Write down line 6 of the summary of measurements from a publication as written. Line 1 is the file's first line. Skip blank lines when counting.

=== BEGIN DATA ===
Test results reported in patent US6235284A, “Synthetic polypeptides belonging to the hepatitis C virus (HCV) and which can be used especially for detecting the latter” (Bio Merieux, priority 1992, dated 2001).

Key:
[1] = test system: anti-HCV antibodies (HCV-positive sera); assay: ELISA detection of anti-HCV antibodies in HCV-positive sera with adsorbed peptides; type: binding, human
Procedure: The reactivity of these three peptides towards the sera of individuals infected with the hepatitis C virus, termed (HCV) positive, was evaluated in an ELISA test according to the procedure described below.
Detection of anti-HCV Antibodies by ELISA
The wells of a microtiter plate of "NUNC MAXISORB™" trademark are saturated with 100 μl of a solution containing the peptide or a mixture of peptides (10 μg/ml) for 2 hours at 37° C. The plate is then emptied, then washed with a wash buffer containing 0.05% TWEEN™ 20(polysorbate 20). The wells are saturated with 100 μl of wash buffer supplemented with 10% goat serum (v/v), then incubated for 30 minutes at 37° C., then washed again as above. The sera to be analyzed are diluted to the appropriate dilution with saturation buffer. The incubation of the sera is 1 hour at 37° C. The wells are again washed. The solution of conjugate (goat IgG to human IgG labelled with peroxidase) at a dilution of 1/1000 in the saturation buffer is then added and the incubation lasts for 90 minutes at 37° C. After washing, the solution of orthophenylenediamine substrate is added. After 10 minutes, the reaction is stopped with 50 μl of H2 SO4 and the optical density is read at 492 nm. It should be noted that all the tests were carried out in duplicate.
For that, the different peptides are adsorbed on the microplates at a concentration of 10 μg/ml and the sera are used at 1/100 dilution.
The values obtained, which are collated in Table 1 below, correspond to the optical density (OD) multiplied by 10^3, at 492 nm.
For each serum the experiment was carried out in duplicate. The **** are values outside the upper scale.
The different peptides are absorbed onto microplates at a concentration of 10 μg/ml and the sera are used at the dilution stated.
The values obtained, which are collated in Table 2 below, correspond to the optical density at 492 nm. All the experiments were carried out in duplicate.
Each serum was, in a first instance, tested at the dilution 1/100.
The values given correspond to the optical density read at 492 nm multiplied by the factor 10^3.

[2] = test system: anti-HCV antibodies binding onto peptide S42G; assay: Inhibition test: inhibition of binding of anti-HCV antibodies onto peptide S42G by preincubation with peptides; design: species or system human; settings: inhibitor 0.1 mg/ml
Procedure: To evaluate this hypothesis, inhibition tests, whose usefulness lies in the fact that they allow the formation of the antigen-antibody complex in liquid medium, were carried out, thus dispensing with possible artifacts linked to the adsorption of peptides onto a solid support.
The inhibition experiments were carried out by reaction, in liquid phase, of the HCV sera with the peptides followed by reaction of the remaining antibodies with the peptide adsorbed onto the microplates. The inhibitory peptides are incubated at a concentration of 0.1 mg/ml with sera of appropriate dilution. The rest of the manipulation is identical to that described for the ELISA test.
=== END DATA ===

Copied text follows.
The wells of a microtiter plate of "NUNC MAXISORB™" trademark are saturated with 100 μl of a solution containing the peptide or a mixture of peptides (10 μg/ml) for 2 hours at 37° C. The plate is then emptied, then washed with a wash buffer containing 0.05% TWEEN™ 20(polysorbate 20). The wells are saturated with 100 μl of wash buffer supplemented with 10% goat serum (v/v), then incubated for 30 minutes at 37° C., then washed again as above. The sera to be analyzed are diluted to the appropriate dilution with saturation buffer. The incubation of the sera is 1 hour at 37° C. The wells are again washed. The solution of conjugate (goat IgG to human IgG labelled with peroxidase) at a dilution of 1/1000 in the saturation buffer is then added and the incubation lasts for 90 minutes at 37° C. After washing, the solution of orthophenylenediamine substrate is added. After 10 minutes, the reaction is stopped with 50 μl of H2 SO4 and the optical density is read at 492 nm. It should be noted that all the tests were carried out in duplicate.